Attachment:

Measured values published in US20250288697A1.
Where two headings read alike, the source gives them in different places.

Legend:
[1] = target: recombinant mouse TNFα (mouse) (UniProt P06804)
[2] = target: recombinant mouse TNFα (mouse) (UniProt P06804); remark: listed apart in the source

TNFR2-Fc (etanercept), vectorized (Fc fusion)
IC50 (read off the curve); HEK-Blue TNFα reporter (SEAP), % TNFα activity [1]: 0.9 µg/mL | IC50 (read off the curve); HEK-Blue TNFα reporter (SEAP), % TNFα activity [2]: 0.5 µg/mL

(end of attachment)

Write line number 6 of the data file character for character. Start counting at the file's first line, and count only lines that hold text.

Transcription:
TNFR2-Fc (etanercept), vectorized (Fc fusion)